Vegetable Garden Maintenance

Tending the Vegetable Garden

Watering plants in the garden
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How to Keep Your Vegetables Growing

Vegetables don't really require more care than ornamental plants, but they will be less forgiving of neglect. Your vegetable plants will be expending enormous energy blooming and producing fruit that never really gets to mature, as far as the plants are concerned. A plant sets fruit so that it can produce seed, but we tend to harvest vegetables before the seeds are fully formed. You can imagine how frustrating this is for the vegetable plants. Our job as gardeners is to make sure they have the necessary health and vigor to keep on producing.

Neglect can also lead to lower yields and inferior vegetables because of more pest problems. Keeping your vegetable plants healthy and growing at a steady rate is the best insurance for a high yielding and delicious vegetable garden.

Watering the Vegetable Garden

Regular water is as important to growing vegetables as sunlight. Regular water means an inch or two per week - every week. More if it's extremely hot. Without regular water, vegetables will not fill out and some, like tomatoes, will crack open if suddenly plumped up with water after struggling without for awhile.

You can't always rely on rain. If you have the means, a drip irrigation system is a definite plus for a vegetable garden. The new component systems are really quite easy to install and cost a lot less than most people think. And you'll save money on water, because it goes directly to the plant's roots. Less is lost to evaporation.

If you don't want to opt for drip irrigation, try and site your vegetable garden near a water spigot. You'll be more likely to water if you don't have to drag the hose out.

Weeding - Preventing and Staying On Top of Weeds in the Vegetable Garden

Vegetables don't like to compete with weeds for food and water. You'll have an advantage with a vegetable, since you'll be starting with an empty space each season. Be sure to remove any existing weeds before starting to plant and keep pathways and in between plants weed free by cultivating or hoeing and a good layer of mulch.


Mulching - Why is Mulching so Important for Vegetable Plants?

Mulching is one of the best things you can do for your plants. It suppresses weeds, cools plant roots and conserves water. Sometimes the plants themselves can serve as a living mulch, if they grow thickly enough. The preferred mulch for vegetable gardens is seed-free straw. It makes a nice cover, it's easy enough to push aside for planting and it can be turned into the soil at the end of the season. An extra plus is that spiders love to hide in straw and feast on garden pests.


Feeding Your Vegetable Plants

Vegetables are heavy feeders. Hopefully you have tested and enriched your vegetable garden soil, so a lot of supplemental feeding won't be necessary. You should work some organic matter into the garden each year before planting and side dress with more organic matter once or twice during the growing season. Organic plant foods are slow releasing and will continue to feed your plants all season long. If you do opt for a water-soluble fertilizer, make sure the garden is well-watered before applying it.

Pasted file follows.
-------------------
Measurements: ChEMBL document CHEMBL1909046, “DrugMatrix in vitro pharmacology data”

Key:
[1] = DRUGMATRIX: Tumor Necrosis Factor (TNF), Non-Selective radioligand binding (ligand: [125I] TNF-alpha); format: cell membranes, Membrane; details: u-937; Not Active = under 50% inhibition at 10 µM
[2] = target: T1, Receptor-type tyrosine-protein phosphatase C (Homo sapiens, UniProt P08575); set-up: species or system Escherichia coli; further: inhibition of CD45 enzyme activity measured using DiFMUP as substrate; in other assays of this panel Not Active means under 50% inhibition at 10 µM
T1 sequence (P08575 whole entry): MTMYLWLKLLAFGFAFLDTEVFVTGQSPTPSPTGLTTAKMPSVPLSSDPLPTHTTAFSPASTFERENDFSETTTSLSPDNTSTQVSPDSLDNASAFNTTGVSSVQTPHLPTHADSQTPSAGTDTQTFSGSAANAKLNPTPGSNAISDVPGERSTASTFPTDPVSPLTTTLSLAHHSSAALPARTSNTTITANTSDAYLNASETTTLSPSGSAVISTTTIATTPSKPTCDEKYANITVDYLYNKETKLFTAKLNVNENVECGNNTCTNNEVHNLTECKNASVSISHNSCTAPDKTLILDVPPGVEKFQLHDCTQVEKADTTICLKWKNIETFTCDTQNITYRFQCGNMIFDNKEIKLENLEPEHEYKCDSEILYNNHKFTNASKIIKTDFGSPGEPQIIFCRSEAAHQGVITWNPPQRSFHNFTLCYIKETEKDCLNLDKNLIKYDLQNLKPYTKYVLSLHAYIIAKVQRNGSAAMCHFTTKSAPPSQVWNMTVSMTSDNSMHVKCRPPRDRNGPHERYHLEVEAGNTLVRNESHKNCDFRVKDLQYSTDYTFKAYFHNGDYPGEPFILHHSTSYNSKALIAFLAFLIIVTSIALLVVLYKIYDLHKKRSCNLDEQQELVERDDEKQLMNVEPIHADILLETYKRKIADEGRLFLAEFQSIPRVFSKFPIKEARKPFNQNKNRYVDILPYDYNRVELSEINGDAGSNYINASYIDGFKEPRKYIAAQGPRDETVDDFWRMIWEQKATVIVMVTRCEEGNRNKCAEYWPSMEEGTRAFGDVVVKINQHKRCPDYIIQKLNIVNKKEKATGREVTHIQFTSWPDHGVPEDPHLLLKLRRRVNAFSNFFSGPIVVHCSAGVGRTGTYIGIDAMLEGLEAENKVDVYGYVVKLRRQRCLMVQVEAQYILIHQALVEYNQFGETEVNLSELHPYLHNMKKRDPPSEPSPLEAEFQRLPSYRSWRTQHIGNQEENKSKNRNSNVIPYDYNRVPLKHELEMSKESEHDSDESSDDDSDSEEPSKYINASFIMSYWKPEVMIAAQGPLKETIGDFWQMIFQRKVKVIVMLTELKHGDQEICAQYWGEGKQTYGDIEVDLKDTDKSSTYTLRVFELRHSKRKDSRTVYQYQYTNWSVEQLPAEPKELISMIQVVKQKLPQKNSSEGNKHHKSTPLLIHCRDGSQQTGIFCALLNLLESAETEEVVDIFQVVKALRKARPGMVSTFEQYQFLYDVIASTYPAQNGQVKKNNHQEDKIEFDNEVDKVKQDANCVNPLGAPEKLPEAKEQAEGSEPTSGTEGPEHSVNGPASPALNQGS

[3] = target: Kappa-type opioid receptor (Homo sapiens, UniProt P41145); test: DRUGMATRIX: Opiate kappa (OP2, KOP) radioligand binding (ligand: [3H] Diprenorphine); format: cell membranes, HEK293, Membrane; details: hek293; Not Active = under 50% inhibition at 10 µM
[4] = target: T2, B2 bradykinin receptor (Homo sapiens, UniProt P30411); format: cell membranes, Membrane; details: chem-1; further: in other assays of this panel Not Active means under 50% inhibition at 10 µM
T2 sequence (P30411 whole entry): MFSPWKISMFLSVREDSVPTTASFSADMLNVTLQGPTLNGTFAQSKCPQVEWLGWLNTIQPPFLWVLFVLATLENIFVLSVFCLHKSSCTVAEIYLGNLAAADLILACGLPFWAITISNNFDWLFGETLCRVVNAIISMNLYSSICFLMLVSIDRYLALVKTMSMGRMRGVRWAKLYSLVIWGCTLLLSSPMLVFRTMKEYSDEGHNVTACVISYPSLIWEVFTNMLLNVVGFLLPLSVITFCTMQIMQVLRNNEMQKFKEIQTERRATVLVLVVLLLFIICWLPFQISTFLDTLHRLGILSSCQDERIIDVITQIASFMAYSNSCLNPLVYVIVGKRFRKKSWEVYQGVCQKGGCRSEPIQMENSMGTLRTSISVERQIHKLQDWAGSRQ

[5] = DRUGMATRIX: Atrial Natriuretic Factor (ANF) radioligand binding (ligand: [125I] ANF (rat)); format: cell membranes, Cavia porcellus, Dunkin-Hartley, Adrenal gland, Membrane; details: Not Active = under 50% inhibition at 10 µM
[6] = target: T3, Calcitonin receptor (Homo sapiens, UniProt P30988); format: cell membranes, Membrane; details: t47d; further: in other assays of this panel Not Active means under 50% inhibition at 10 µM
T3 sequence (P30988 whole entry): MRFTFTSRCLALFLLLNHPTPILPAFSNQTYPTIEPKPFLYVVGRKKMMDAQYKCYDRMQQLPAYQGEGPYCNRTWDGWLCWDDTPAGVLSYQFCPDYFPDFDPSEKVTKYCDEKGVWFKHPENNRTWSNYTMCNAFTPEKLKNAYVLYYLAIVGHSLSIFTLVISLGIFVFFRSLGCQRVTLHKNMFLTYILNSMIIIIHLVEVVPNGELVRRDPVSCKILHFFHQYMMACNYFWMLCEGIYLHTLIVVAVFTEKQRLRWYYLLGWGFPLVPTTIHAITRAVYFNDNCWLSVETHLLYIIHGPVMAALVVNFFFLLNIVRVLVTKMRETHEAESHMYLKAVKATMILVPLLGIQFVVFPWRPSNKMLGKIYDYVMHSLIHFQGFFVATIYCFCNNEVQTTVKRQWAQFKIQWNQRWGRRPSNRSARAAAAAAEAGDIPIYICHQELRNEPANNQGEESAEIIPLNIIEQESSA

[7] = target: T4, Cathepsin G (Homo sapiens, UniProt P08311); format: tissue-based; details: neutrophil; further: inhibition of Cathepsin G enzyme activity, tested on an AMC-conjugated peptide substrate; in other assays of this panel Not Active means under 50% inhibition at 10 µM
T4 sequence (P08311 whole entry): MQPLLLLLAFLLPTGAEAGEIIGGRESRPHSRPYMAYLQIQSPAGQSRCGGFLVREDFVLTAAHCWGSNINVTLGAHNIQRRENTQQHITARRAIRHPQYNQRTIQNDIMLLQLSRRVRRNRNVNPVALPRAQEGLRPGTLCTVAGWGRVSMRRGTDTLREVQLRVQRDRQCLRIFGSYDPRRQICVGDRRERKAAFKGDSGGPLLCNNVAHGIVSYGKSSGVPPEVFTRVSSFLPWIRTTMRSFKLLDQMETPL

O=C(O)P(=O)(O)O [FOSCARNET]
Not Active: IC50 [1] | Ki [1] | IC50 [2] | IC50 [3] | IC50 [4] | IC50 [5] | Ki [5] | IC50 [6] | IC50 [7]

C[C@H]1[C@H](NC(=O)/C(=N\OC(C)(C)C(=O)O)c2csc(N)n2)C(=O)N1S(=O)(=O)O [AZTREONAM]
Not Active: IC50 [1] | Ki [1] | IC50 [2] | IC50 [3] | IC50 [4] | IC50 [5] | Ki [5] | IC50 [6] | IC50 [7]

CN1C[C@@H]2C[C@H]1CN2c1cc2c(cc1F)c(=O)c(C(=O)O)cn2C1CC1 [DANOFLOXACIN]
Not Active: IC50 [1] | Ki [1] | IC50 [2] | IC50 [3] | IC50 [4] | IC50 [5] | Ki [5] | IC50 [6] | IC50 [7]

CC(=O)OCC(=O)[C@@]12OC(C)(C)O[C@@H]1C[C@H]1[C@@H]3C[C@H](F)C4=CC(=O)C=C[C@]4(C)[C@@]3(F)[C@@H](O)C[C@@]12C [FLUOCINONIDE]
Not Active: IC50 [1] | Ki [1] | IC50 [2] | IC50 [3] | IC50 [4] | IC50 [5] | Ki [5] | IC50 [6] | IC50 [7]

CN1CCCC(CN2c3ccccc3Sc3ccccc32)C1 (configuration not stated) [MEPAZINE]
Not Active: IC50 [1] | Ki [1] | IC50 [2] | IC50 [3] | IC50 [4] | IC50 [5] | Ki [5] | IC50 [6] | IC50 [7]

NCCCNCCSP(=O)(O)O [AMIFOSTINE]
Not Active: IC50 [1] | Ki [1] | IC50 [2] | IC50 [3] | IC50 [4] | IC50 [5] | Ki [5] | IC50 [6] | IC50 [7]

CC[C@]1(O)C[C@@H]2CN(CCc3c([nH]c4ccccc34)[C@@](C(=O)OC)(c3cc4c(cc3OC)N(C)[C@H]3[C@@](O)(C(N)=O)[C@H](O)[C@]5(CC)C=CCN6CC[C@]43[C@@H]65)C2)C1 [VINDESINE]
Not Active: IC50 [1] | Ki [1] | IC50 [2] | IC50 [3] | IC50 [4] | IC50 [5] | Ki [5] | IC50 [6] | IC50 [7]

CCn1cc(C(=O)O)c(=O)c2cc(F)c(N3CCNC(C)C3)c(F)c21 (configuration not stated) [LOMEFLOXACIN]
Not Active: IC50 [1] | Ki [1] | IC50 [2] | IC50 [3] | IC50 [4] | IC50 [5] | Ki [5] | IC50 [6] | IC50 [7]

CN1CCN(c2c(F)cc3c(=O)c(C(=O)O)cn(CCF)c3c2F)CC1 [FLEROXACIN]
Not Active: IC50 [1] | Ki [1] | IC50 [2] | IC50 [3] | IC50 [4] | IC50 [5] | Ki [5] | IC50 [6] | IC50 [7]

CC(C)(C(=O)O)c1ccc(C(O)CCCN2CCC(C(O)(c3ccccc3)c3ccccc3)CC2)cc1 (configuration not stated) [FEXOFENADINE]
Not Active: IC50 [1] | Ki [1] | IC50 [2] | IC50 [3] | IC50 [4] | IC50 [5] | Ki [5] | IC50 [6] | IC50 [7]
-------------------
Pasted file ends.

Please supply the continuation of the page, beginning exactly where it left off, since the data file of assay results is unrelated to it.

Miscellaneous Vegetable Garden Chores for Growing Better Vegetable Plants


  • Staking PlantsTall and climbing vegetables will require some sort of staking or trellising. It's best to install the stakes at planting time. If you wait until the plant has grown before staking, you run the risk of injuring the plant roots.
  • Pruning Tomato SuckersTomato suckers, or side shoots, are the growth that appears in the crotch between the stem and a branch. If left to grow, they will become another main stem with branches, flowers, fruit and more suckers of their own. Pruning tomato suckers is sometimes recommended because the resulting new stem is competing for nutrients with the original plant. You may be setting more fruits if you leave the suckers to grow, but the fruits will be smaller.
  • Thinning SeedlingsIt is inevitable that when you start seeds, you wind up with too many seedlings. Removing the extra seedlings is called thinning. A lot of gardeners have a difficult time sacrificing seedlings, but leaving all the sprouted seedlings to grow too closely together will simply stunt the plants and reduce your overall yield. So be strong and thin your seedlings while they are small.
    Once the true leaves appear, you can remove seedlings so that the remaining plants are at the recommended spacing distances. If you can't remove the extras without disturbing the roots of the seedling that will remain, simply pinch the extra seedlings at the soil line. Keep the strongest, stockiest seedlings. Some seedlings are large enough to successfully transplant, but many will be sacrificed.
  • Winter Cover with Green Manure Vegetable gardens that are left bare in the winter are susceptible to erosion and nutrient leeching. Since you've worked so hard to get great soil in your vegetable garden, it makes sense to try and keep it that way. One easy technique for protecting and enriching your soil in winter is to plant a corp of green manure in the fall and turning it into the soil in the spring. Green manures are basically cover crops that are grown to enrich the soil. They improve soil structure and provide food for the microbes, once they are tilled in and begin to decompose.